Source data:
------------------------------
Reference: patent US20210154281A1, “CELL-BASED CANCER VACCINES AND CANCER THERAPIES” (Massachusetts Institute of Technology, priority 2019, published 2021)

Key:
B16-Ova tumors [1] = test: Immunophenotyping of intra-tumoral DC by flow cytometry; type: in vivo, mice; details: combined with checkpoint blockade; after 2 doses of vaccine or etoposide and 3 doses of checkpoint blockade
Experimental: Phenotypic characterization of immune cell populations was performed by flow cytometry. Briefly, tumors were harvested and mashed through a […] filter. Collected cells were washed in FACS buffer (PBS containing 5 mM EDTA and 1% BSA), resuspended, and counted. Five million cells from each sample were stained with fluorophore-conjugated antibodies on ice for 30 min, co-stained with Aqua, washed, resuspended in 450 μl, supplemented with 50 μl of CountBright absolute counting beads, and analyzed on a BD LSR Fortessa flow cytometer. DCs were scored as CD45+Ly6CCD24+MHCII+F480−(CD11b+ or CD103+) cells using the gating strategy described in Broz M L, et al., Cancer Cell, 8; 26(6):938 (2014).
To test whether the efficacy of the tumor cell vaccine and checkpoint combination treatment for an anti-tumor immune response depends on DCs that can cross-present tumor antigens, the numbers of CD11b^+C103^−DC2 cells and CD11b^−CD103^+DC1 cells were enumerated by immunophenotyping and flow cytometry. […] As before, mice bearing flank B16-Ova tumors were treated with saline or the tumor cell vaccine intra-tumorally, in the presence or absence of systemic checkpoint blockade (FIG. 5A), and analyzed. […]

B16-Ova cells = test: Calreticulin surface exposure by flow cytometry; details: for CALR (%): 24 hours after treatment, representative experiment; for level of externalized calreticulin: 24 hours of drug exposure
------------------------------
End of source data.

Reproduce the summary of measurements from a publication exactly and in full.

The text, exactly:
Reference: patent US20210154281A1, “CELL-BASED CANCER VACCINES AND CANCER THERAPIES” (Massachusetts Institute of Technology, priority 2019, published 2021)

Key:
B16-Ova tumors [1] = test: Immunophenotyping of intra-tumoral DC by flow cytometry; type: in vivo, mice; details: combined with checkpoint blockade; after 2 doses of vaccine or etoposide and 3 doses of checkpoint blockade
Experimental: Phenotypic characterization of immune cell populations was performed by flow cytometry. Briefly, tumors were harvested and mashed through a […] filter. Collected cells were washed in FACS buffer (PBS containing 5 mM EDTA and 1% BSA), resuspended, and counted. Five million cells from each sample were stained with fluorophore-conjugated antibodies on ice for 30 min, co-stained with Aqua, washed, resuspended in 450 μl, supplemented with 50 μl of CountBright absolute counting beads, and analyzed on a BD LSR Fortessa flow cytometer. DCs were scored as CD45+Ly6CCD24+MHCII+F480−(CD11b+ or CD103+) cells using the gating strategy described in Broz M L, et al., Cancer Cell, 8; 26(6):938 (2014).
To test whether the efficacy of the tumor cell vaccine and checkpoint combination treatment for an anti-tumor immune response depends on DCs that can cross-present tumor antigens, the numbers of CD11b^+C103^−DC2 cells and CD11b^−CD103^+DC1 cells were enumerated by immunophenotyping and flow cytometry. […] As before, mice bearing flank B16-Ova tumors were treated with saline or the tumor cell vaccine intra-tumorally, in the presence or absence of systemic checkpoint blockade (FIG. 5A), and analyzed. […]

B16-Ova cells = test: Calreticulin surface exposure by flow cytometry; details: for CALR (%): 24 hours after treatment, representative experiment; for level of externalized calreticulin: 24 hours of drug exposure